When I was a teenager, I was intrigued with the merit badges proudly worn by my friends who were in the Scouts. (I never became a Boy Scout because the pressure was too great–my older brother had already won every badge possible…and my father was the Scout leader).
While I have been hearing about the McArthur Foundation’s efforts to encourage digital literacy, I didn’t fully understand the potential of the program until today’s New York Times put it in perspective. Novelties column writer Anne Eisenberg explains icon “badges” can supplement a resume, blog site or Facebook page by visually calling attention to an individual’s digital capabilities. A potential employer can click on the e-badge to determine the individual’s digital experience and see examples of his or her work. I envision individuals with highly specialized computer skills becoming the equivalent of an Eagle Scout.
The program is getting considerable attention from business, government and the nonprofit world. And the McArthur Foundation is putting millions behind the program, which includes the “Badges for Lifelong Learning competition”, a contest to create credential prototypes. McArthur also gave the Mozilla Foundation a million dollars to develop universal standards for the badges. In addition, the U.S. government is supporting a program that will establish a badge protocol for job-seeking veterans.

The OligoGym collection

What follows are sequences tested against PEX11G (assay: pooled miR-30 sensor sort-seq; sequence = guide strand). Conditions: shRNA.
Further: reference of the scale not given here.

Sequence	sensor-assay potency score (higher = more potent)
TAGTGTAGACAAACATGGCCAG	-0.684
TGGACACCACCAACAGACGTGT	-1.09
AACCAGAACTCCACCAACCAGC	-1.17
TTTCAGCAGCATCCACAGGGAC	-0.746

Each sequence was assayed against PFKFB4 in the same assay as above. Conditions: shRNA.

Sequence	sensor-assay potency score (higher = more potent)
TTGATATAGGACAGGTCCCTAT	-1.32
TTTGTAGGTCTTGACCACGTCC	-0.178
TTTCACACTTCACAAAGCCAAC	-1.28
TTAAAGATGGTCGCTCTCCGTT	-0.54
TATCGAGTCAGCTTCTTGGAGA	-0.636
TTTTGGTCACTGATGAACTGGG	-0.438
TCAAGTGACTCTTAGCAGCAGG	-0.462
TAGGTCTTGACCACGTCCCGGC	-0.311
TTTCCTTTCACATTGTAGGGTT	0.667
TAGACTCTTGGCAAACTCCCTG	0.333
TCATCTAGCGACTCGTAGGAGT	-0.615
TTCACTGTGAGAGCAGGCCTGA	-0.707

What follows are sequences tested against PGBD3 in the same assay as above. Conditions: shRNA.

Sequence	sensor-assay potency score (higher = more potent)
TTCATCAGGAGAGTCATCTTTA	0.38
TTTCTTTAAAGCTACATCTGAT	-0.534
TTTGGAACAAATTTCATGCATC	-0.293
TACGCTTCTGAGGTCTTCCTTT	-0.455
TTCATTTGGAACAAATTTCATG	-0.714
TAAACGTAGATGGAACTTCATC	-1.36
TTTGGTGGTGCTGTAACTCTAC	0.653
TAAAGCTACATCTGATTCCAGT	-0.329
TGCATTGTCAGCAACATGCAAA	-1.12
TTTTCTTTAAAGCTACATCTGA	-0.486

This isn’t your ordinary contest that generates some quick hits for an event or product. The McArthur initiative has the potential to significantly advance digital literacy. Many influential organizations and corporations such as Motorola, Intel, Time Warner Cable and Microsoft are supporting a universal digital badge system. Becoming digitally savvy will take on even greater significance since this program will turn up the heat on those who have been resisting all things digital.
I look forward to seeing the final product of this intriguing initiative. Perhaps it will create an opportunity for me to earn my first merit badge.